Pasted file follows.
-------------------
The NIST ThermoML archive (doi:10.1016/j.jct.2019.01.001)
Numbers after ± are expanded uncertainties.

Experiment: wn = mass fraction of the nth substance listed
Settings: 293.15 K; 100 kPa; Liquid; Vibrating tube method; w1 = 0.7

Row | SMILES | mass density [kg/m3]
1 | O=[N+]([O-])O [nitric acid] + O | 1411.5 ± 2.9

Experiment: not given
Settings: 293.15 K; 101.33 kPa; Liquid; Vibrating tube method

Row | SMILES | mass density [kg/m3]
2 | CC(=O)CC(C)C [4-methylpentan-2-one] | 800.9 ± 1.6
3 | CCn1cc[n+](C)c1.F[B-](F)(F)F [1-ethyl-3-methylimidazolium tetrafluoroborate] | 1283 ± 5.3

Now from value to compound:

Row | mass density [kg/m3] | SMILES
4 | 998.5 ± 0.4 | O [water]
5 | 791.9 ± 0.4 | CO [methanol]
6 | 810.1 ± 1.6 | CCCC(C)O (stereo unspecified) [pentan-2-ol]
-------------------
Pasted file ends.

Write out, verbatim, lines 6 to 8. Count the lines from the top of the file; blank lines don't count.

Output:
1 | O=[N+]([O-])O [nitric acid] + O | 1411.5 ± 2.9

Experiment: not given
Settings: 293.15 K; 101.33 kPa; Liquid; Vibrating tube method